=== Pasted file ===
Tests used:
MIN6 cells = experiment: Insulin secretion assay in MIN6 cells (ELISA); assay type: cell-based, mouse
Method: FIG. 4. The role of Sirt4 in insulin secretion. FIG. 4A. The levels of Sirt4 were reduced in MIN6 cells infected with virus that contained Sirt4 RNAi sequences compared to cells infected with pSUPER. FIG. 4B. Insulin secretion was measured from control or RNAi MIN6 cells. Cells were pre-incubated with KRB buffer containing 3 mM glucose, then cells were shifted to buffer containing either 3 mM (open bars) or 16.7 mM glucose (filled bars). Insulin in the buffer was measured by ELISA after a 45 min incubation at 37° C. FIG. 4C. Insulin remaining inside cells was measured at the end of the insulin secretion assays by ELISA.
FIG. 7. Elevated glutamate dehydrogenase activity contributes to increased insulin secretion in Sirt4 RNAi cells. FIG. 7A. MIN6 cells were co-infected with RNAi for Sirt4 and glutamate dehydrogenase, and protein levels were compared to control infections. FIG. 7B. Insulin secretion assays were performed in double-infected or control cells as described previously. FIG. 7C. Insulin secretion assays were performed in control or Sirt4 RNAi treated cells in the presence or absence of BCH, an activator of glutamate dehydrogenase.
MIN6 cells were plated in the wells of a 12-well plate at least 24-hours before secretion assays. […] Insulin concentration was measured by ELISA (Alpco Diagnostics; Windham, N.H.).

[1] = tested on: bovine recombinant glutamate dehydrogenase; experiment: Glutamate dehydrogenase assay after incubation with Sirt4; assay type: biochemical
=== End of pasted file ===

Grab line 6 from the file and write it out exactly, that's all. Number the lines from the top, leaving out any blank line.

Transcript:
[1] = tested on: bovine recombinant glutamate dehydrogenase; experiment: Glutamate dehydrogenase assay after incubation with Sirt4; assay type: biochemical